Grace Kelly vs Diane Lane: Different Ways of Knowing?

I have been semi-following the discussion between Michael Ruse, Jason Rosenhouse & Jerry Coyne on "scientism" and ways of knowing.  Don't have much to add but something that Ruse said in one of his posts on the subject stuck with me - he mentioned his students weighing in on who was more beautiful:  Grace Kelly, Catherine Deneuve or Marilyn Monroe.  Well, that led me to remember something my husband shared with me recently.  He and some of his colleagues were having their Friday afternoon wine gathering when the subject of movies and movie stars came up.  Most of the people agreed that Grace Kelly was the most beautiful ever but one guy said he thought Diane Lane was more beautiful than Grace Kelly.  I remember thinking, really?  Diane Lane?  Not to take anything away from her, she is lovely, of course, but come on.....Grace Kelly is sublimely beautiful, beyond compare!   So, then I am wondering what if science could demonstrate that Diane Lane was, in fact, more beautiful than Grace Kelly?  What then are we to make of those who continue to insist, continue to believe that Grace Kelly is the more beautiful??

Tags: Grace, Kelly, cognition, scientism

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Beauty is in the eye of the beholder, IT'S An Opinion!

So beauty is not something that can be subjected to scientific scrutiny?

Whose definition are you going to use?  Do you think a Tuareg's ideal of feminine beauty is the same as an Italian's?

Agree with that point 100% - there is no one ideal of feminine beauty.   What is considered beautiful is subjective and contextual - depends as much on the observer as on the observed.  But the example I gave compared two women from the same cultural context (white, Western females being evaluated by white, Western males (and females)).  And, there are, in fact, lots of studies out there on beauty (but, again, they seem to be in one cultural context) which purport to tell us why Woman A is "more" beautiful than Woman B: the studies looked at things like how the features are spaced on the face or hip to waist ratio, etc.  Who knows how valid any of these studies are (I have not delved into the details or vetted the quality of the research)?  But what if they are scientifically sound?  What are we to make of the person who continues to insist that Woman B is the more beautiful, despite the fact that science has established that Woman A is the more beautiful?  Is he not believing something that is not supported by the evidence.  Now, yes, I suppose you can go all evo psych or evo bio and say well this guy is not so attractive himself so he know that he'll never get Woman A so he'll settle for Woman B.  Is that the answer?  Or, is his insistence on the superior beauty of Woman B actually an example of different ways of knowing which although not subject to science are just as valid?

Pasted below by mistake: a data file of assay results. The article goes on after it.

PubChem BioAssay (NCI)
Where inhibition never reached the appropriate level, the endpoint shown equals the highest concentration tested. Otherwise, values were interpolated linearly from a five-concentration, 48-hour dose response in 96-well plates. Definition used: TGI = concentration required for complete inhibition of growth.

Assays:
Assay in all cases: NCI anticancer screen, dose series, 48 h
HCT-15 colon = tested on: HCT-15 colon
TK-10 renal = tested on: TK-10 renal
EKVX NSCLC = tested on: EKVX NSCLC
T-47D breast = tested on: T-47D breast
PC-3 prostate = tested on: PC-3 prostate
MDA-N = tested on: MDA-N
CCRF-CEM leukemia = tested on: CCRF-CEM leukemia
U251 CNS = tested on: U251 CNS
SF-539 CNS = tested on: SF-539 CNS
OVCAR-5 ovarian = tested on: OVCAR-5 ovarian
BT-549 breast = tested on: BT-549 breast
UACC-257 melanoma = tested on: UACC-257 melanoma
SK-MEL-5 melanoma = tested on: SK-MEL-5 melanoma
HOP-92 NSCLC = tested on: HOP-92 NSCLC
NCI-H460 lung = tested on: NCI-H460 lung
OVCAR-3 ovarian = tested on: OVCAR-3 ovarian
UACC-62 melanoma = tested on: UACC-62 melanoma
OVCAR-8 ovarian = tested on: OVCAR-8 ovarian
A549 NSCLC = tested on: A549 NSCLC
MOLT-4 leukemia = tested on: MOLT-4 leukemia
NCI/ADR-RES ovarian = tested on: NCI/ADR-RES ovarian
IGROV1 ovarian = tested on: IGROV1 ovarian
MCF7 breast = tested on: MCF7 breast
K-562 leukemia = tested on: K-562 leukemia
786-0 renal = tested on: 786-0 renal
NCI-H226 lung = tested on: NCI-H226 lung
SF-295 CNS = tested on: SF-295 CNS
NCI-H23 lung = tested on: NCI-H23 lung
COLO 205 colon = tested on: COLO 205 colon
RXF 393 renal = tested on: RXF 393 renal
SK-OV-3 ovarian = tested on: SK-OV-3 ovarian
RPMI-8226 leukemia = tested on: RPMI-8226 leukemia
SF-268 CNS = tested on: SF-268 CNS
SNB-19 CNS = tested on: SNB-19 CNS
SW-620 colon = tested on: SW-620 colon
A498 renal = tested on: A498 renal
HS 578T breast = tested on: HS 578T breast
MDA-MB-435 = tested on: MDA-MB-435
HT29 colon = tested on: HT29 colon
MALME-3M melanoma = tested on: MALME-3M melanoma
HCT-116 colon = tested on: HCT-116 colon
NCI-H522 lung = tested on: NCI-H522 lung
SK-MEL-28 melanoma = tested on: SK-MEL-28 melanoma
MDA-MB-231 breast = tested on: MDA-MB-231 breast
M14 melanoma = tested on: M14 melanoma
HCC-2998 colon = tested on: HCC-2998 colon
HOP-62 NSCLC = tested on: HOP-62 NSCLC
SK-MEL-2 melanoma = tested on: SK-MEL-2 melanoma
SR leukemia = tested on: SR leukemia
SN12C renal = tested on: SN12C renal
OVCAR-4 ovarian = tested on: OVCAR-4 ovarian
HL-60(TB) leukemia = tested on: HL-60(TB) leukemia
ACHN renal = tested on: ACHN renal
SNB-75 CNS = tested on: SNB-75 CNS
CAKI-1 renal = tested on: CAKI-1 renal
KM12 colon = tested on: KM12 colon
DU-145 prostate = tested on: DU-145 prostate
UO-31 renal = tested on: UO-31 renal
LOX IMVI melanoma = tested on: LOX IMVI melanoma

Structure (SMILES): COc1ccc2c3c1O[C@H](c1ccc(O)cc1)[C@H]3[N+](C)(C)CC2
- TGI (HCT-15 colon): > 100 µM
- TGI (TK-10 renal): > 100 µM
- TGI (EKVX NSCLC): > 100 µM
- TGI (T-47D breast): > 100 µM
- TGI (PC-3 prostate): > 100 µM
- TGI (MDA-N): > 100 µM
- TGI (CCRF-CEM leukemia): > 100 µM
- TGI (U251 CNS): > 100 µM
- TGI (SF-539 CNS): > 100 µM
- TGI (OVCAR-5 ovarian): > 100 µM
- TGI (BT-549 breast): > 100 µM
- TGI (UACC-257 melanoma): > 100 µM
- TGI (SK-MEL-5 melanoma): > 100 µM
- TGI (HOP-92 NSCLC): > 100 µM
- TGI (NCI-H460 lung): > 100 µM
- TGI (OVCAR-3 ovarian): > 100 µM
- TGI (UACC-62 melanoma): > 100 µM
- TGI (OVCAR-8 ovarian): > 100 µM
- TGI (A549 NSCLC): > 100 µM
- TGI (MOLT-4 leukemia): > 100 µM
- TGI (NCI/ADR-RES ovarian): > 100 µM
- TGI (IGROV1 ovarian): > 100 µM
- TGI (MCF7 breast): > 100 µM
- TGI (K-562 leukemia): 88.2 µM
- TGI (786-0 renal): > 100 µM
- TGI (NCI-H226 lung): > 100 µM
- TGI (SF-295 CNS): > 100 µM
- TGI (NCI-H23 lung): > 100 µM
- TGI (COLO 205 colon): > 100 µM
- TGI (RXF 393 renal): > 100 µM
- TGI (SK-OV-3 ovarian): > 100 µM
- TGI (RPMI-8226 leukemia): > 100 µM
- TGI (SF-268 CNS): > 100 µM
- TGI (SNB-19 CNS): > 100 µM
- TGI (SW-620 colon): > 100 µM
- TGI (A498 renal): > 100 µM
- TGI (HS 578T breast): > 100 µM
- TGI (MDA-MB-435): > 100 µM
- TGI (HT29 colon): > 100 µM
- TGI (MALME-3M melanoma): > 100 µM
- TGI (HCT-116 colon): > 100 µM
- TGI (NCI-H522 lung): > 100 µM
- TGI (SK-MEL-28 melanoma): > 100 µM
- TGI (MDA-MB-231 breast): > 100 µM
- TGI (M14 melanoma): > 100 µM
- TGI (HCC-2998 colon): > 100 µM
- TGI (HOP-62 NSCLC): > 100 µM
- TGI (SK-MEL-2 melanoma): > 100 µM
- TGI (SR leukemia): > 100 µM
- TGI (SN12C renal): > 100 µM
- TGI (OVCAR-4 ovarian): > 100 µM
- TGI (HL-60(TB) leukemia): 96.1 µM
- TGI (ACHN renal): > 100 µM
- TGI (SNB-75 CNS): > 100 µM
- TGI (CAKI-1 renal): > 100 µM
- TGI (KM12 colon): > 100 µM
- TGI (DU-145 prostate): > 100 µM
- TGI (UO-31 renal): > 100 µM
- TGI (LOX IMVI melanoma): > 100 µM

If you haven't noticed, most "Social Science" research is crap.  But, to do science you have to have agreed upon definitions, and I don't think you can obtain that with beauty.  There was a Twilight Zone episode just about this issue.

Oh yes! One of my favs! Where the beautiful girl is viewed as the monstrous deformed one "in the Twilight Zone". Oldie but  a goodie (in black and white).

I know that is sort of my point...

on the other hand, I am not sure that I agree that beauty can't be studied scientifically...and you don't need agreed upon definitions to start with you would just need to construct a study where lots and lots of subjects where exposed to lots and lots of images of faces (assuming you are studying facial beauty), you'd want to control for the impact of culture somehow (a very diverse subject population along with diverse images), random selection of images would, of course, be good rather than images of models or celebrities (yearbooks? although that might undermine the goal of minimizing the effect of culture)...and then you'd want to analyze the responses and come up with I guess a composite face that contained the features, ratios, etc that subjects found most appealing....and then you'd want to go back, I suppose, and present the composite face against other, either real or better, I think, composite faces (again, controlling as best you can for cultural influences).....I think that with the proper, rigorous study you could come up with a definition of what is a beautiful human female face.  I really don't see why this is not possible, if it is not possible why not?  What makes beauty different?  

Beauty like everything else is a learned, reinforced by the herd behavior. Life is so much better when you can escape that.  I liked the alien looking girl better on The Twilight Zone. More character.

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